Employment Patter in Service Industry of India

service industry management

Service Sector in India

The service sector in India is characterized by the asymmetrical relationship between income and employment generation. The increasing share of services in GDP (65%) and stagnant employment generated (28%) from the sector can have grave implications for the country where unemployment continues to be a major problem. The reasons for the asymmetrical relationship in income and employment generation, is embedded in the pattern of service sector growth experienced in the country. However the contribution of agriculture sector and manufacturing sector towards employment are 47 % and 25 % respectively. (Source: World Bank 2012). If this is compared with Hong Kong SAR China whose services contribution towards GDP highest at 93% employing 88 % of total employed, our service industry specificHRD policies need to be reworked.

Contribution of Services in Indian Employment



A reason often pointed out for the slow employment growth in Indian service sector is the high labour productivity and the income growth happening in certain sub sectors that uses skilled labour. This is in sharp contrast with other country experiences, where high growth rate of employment in services is explained with low productivity in services. However demand push factors only partly explain the service sector growth in India. Factors like unprecedented increase in government activities, demonstration effect creating demand pattern similar to those of high income countries, outsourcing of certain manufacturing activities to service sector, urbanization and trade facilitated by new technology act as pull factors for the growth of service sector.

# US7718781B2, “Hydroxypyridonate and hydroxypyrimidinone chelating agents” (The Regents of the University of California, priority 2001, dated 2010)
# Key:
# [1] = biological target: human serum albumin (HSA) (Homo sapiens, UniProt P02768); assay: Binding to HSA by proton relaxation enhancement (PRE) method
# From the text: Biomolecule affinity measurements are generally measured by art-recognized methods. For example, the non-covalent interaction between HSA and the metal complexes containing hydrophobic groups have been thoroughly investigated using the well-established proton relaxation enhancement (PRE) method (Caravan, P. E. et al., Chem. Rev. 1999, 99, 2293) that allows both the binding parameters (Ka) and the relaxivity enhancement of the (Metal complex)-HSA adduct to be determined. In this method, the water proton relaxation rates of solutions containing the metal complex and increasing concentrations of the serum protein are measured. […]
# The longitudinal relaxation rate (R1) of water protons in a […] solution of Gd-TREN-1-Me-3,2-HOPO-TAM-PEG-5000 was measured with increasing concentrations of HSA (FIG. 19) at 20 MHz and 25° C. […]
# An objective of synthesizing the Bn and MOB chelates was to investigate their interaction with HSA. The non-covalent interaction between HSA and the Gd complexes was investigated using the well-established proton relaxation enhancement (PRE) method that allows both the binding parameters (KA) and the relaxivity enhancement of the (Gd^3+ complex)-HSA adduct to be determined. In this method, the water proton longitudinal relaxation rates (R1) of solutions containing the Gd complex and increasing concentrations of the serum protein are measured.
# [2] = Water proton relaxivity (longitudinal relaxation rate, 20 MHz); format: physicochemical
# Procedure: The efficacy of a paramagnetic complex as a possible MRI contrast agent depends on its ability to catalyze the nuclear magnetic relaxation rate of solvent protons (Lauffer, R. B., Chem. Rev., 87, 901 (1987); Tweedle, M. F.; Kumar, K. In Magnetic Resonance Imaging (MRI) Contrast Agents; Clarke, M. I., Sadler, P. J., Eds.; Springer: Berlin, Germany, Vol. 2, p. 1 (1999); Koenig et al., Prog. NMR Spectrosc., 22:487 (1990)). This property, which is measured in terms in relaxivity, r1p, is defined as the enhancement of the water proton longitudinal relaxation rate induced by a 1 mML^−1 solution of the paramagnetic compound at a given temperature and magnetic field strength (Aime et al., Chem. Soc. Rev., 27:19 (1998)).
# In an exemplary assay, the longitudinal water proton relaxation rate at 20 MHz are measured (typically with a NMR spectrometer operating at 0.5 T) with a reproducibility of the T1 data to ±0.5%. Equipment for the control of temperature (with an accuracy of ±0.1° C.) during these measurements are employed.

Extent of disproportionality Between output and employment in service sector:

The extent of disproportionality between output and employment in service sector also differs between organised and unorganised activities. While in the organised service sector, income grew more than employment; the relationship is reverse in the unorganised sector. This happens in less developed countries where service sector grow not because of high- income demand, but due to unemployment. As every supply of labour creates its own employment in services, by sharing out a given amount of work and such a process cannot be considered as a sign of economic development. The little increase in service sector employment is often as a result of the proliferation of low paid jobs, especially in the large private unorganised sector within services. Even in the case of organised services employment opportunities is decreasing in those sectors where income growth is high, as in the case of finance, which is a matter of concern.

To cater to these trends there is a need to provide skilled manpower to the sectors. ITFT Education group provide Bachelor and Master Courses in Service Industry that will help in creating professionals as per industry demands thereby increasing the employment in this sector.

for more information visit Masters in Service Industry Management



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